Tonics & Twisted Chasers
Info from gbvdb.com:
Sold through Rockathon, when Pete Jamison was still running it.
Pete posted to PB to announce their availability, and listed the color and pressing count info. Ordering instructions were included, and list of specifying colors, but required alternates to be listed as well. Members were limited to two LPs a piece. The instruction gave the option.
This LP was a fan club only release, and was initially available for purchase exclusively online. The LP contains 19 songs written and recorded solely by Robert Pollard and Tobin Sprout. The limited album was later reissued in 1997 on Rockathon Records with 5 additional tracks, which are also reviewed below.
Satellite- 3 A shoe-string, psychedelic folk opener. Out of tune, razor thin guitars drunkenly pluck away with a simple, dreamlike Pollard hook.
Dayton, Ohio- 19 Something And 5- 5 Beautiful basement pop. Repetitive fuzzy, hazy. Memories of late humid summer days, backyard beer guzzling nostalgia. Grab your lawn chair and reflect.
My Thoughts are a Gas (Fucked Up Version)- 1 Indeed the fucked up version. Precursor to a lot of the buried nonsense that would eventually frequent Pollard's future solo records.
Knock ‘em Flying- 3 The demo version of what would later appear on Mag Earwhig! Awkwardly constructed, but more effectively stripped down. This version is more satisfying than the future LP release.
Top Chick Silver Chord- 2 Eerie and downtrodden tune, but far from memorable. More like a bronze track than silver.
Key Losers- 5 Despite the title, this is one of the highlights of this record. An acoustic track, with big, sad as hell choral bellows. A weepy sing-a-long. Grab a beer for this one.
Ha Ha Man- 4 Short song with buzzing guitars, and mid-90's Pollard signature high notes. Surreal, British vocal outro is killer.
Wingtip Repair- 2 Nonsensical piano jam with some vocals sprinkled carelessly in for good, or poor measure.
At the Farms- 3 Slow, nostalgic basement ballad. Sounds a bit like something off the first Airport 5 record (Tobin and Bob)
Unbaited Vicar of Scorched Earth- 3 The return of the REM influence is present here, as indicated in the instrumental first minute. The second minute finds Pollard crooning hypnotic, but decent melodies over said REM jangles.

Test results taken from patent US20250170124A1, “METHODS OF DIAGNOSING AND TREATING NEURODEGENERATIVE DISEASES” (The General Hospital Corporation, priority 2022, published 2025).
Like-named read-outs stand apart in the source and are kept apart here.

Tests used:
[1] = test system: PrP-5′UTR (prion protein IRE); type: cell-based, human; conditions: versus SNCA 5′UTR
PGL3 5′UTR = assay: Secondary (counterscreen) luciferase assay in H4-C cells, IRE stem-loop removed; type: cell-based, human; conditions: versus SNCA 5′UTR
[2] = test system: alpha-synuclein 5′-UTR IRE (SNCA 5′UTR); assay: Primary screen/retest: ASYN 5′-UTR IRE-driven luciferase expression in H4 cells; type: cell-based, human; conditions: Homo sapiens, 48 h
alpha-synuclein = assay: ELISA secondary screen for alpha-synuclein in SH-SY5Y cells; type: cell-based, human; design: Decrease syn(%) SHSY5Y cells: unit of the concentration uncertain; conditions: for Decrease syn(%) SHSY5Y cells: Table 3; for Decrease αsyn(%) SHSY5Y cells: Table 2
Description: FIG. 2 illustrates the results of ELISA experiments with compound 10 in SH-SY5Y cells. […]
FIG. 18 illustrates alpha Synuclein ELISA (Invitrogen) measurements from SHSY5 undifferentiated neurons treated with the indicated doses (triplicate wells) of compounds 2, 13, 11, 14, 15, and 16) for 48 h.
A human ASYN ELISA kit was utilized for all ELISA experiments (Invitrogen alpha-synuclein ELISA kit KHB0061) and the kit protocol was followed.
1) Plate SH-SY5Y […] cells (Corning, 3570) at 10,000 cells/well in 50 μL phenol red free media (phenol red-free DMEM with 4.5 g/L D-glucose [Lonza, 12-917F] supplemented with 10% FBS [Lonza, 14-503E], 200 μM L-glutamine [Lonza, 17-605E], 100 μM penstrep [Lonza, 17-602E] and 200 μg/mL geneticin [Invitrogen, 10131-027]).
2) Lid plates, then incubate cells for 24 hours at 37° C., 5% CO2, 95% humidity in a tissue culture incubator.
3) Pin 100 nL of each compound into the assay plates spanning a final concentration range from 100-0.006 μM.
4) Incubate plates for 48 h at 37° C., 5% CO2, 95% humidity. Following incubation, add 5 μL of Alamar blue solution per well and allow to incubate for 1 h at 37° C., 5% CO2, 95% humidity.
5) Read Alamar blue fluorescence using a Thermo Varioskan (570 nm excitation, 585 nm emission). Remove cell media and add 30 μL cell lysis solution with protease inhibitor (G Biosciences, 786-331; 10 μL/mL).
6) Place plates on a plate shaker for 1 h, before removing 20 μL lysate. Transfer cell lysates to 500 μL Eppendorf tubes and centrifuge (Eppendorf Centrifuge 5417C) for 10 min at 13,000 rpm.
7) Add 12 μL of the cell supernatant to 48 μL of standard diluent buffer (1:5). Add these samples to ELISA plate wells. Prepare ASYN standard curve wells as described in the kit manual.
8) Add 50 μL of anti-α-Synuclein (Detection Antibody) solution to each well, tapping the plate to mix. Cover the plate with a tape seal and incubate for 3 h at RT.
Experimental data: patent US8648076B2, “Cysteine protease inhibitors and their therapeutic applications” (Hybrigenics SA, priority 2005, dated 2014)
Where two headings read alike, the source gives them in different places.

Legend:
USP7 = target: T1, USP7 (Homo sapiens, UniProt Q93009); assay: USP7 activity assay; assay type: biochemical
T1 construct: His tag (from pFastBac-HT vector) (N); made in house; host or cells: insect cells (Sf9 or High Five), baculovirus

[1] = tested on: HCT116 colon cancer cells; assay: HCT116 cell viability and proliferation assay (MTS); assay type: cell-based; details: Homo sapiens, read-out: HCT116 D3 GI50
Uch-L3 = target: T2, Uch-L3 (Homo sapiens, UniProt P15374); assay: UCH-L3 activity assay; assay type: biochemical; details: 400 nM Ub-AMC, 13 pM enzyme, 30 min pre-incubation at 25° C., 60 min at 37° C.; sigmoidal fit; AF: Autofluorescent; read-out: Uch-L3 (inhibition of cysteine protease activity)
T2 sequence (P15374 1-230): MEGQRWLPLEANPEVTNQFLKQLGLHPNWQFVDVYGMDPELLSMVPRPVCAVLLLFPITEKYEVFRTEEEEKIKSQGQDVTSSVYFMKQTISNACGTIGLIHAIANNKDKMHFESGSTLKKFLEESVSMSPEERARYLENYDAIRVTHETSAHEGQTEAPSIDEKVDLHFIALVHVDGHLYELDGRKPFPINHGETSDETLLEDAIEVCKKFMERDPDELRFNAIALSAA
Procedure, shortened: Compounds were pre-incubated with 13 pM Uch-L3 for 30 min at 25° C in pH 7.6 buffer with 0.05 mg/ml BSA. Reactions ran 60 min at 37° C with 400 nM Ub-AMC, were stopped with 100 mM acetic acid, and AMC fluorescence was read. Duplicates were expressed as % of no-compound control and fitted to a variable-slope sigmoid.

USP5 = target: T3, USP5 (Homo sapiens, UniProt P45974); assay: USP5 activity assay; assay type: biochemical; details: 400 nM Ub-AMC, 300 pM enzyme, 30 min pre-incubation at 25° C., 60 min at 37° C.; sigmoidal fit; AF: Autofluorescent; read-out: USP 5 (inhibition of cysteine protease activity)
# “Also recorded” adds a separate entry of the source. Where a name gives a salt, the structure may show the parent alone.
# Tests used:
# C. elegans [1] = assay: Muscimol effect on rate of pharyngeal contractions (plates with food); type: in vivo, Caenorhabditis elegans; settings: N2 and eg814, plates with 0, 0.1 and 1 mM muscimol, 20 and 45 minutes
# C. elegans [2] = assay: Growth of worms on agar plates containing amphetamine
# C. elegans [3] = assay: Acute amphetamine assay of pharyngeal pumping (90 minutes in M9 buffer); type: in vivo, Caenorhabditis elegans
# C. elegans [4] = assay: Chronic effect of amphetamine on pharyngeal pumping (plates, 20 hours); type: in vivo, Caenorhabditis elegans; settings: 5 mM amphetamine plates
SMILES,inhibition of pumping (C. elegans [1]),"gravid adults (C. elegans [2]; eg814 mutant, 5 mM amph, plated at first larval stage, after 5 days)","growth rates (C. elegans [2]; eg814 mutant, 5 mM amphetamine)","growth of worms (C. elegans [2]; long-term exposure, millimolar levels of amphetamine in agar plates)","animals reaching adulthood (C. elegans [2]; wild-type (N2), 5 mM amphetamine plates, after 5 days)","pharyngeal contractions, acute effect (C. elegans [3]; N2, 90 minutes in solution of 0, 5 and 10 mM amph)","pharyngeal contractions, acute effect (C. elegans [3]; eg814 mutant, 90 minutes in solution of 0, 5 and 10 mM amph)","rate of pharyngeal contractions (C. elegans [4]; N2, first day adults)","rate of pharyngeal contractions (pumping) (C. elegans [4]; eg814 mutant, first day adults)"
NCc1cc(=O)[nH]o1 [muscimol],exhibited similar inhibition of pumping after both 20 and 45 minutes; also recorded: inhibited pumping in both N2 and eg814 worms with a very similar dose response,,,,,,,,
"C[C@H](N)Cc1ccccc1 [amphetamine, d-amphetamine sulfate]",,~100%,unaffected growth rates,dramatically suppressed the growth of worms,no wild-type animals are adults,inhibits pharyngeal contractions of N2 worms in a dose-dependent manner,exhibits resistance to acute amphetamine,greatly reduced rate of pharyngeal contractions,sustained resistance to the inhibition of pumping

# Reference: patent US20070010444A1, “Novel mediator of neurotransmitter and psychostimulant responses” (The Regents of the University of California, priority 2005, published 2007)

Optional Basses Opposed- 4 Punk-pop, garage fuzz soaked tune with some sweet and simple vocal hooks.
Look, It’s Baseball- 4 Dual hushed vocals over quiet buzzing acoustics and ambient hum. Midnight recording lo-fi of sadness and regret. Beautiful.
Maxwell Jump- 2 One of the harshest recordings since,well, almost all of Vampire on Titus. The song is also kind of a forgettable short snippet. Deadpan vocal melodies bring a close to the song after muted guitar and vocals string it along.
The Stir-Crazy Pornographer- 4 Strung-out and deeply depressing, but of course in a nonsensical lyrical kind of way. Song sounds like it’s waking up from...
158 Years of Beautiful Sex- 3 Drum machine sounds almost as silly as this ass backwards title. Mildly hooky, stream of lyrics song with cool electric guitar dynamic near the end.
Sadness to the End- 2 One of Tobin Sprout’s most disappointing songs. Singing out of key in Pollard's signature style as he strums a guitar with kind of reckless abandon. One of the most slap-dashed Sprout GBV contributions.
Reptilian Beauty Secrets- 3 What ended the LP is a fitting, industrial tinged nightmare of a song. Machinery noises akin to a David Lynch soundtrack blow steam in the background while a distorted Pollard repeats “over and out” as if it were a desperate plea through a transistor.
Long as the Block is Black- 2 A completely depressing and down trodden song with electric guitar squeals arranged over eerie acoustic swirls.
Jellyfish Reflector- 1 Sounding reminiscent of bad funk soul rocker. Sounds more like a terrible Pavement outtake, bad vocal effects and all.
The Kite Surfer- 2 Not really worth hearing, lo-fi electric strums with an out of tune Pollard warbling over said chords, for unfortunately a little too long. Difficult feat when considering this baby is under 2 minutes in length.
Girl From the Sun- 4 An early sketch of “Do the Collapse.” Rough, buzzing, dead drum hits, and spacey British, urgent vocal harmonies.
The Candyland Riots- 3 Tick-tocking guitar plucks eerily ring out while Pollard croons some sad drivel over them. Not one for the mix-tape but intimate and ultimately intriguing. If Pollard had hijacked an early Sebadoh tape and sang some tear-inducing harmony over it, this song would the result.